What is PCD?

Passive case detection (PCD) is perhaps the most critical element for malaria surveillance in all transmission settings, and it is particularly relevant in elimination settings to prevent re-establishing transmission in disease-free areas. PCD encompasses the detection of malaria cases in people who seek care, usually with symptoms, from health providers or community health workers.

WHO. Global Malaria Programme. Disease surveillance for malaria elimination: an operational manual. Geneva: World Health Organization; 2012.

What is the role of Malaria rapid diagnostic tests?

Malaria rapid diagnostic tests (RDTs) assist in the diagnosis of malaria by providing evidence of the presence of malaria parasites in human blood. RDTs are an alternative to diagnosis based on clinical grounds or microscopy, particularly where good quality microscopy services cannot be readily provided.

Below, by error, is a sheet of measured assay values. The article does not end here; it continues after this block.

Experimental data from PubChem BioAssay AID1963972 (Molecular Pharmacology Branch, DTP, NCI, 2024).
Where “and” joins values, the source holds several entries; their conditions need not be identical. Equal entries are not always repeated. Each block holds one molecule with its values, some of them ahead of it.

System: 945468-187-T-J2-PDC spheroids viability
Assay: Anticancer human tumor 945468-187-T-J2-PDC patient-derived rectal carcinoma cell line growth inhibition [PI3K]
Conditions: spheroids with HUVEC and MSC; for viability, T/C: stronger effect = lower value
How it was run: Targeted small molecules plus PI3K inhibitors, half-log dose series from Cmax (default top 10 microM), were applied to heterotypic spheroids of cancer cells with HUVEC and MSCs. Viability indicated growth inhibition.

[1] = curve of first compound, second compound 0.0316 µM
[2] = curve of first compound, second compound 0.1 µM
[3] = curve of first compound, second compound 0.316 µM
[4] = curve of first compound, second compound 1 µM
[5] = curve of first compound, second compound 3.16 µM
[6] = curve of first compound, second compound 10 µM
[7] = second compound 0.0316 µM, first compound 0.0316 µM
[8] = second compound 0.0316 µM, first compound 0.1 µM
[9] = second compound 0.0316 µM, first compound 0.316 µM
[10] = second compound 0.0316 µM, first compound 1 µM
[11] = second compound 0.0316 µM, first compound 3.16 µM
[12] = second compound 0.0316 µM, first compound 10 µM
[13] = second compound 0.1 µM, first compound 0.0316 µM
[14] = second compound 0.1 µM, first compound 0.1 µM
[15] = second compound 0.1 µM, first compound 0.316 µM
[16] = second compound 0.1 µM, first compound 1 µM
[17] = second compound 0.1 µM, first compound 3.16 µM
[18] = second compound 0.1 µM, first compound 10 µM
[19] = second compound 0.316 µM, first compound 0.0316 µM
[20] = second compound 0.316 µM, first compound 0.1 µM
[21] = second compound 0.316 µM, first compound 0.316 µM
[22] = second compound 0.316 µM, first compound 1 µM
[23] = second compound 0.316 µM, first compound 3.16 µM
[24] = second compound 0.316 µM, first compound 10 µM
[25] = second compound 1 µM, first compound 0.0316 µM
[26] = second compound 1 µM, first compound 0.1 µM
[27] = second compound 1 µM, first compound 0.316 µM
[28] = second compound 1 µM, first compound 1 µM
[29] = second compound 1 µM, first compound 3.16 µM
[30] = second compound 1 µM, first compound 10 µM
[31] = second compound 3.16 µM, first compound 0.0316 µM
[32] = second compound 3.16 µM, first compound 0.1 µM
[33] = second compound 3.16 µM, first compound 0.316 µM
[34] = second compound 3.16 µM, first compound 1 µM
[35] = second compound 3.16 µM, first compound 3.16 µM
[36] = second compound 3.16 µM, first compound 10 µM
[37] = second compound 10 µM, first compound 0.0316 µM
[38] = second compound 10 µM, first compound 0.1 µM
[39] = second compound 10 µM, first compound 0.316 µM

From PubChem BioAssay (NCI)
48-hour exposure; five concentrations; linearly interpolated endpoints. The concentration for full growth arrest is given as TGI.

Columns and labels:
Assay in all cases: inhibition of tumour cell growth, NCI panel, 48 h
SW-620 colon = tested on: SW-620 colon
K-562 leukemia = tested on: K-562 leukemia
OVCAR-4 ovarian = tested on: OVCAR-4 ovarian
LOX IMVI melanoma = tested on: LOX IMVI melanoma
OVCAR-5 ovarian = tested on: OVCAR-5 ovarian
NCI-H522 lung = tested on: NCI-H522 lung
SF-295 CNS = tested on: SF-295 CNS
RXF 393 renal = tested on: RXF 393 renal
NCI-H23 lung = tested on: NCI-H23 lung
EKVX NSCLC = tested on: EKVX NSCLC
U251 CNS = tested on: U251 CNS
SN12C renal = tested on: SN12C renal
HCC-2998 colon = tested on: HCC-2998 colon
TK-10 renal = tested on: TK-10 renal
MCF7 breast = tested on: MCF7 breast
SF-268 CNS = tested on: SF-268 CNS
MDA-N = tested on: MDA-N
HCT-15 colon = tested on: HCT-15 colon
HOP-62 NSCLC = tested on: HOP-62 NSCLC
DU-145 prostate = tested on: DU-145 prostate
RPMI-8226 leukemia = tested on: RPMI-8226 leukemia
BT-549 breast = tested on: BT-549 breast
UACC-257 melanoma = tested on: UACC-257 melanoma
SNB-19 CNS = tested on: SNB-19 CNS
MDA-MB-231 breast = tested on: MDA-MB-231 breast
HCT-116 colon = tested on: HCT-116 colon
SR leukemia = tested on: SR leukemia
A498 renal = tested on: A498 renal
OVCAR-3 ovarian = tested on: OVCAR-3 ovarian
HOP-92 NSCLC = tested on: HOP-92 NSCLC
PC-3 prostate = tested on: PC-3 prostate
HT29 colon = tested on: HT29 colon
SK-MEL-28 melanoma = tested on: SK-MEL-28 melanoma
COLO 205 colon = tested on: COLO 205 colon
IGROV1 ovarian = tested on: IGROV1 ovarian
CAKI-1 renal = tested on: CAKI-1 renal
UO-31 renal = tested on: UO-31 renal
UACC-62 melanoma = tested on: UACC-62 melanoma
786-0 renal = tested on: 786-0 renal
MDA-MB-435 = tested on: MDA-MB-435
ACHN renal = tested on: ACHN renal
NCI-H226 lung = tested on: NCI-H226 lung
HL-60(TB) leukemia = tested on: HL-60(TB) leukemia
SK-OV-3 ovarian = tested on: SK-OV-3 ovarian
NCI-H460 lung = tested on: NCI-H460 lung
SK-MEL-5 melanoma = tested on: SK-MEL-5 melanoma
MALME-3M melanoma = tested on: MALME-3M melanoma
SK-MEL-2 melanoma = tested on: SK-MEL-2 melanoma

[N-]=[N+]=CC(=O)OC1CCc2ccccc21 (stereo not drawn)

Variations occur between products, such as targets and formats, though the principles of the tests are similar. Malaria RDTs detect specific antigens (proteins) produced by malaria parasites in the blood of infected individuals. Some RDTs can detect only one species (Plasmodium falciparum or P. vivax) while others detect multiple species (P. falciparumP. vivaxP. malariae and P. ovale). Blood for the test is commonly obtained from a finger-prick.

Disclaimer: The Learn Resources section is a compilation of information on a given topic that is drawn from credible sources; however, this does not claim to be an exhaustive document on the subject. It is not intended to be prescriptive, nor does it represent the opinion of FIND or its partners.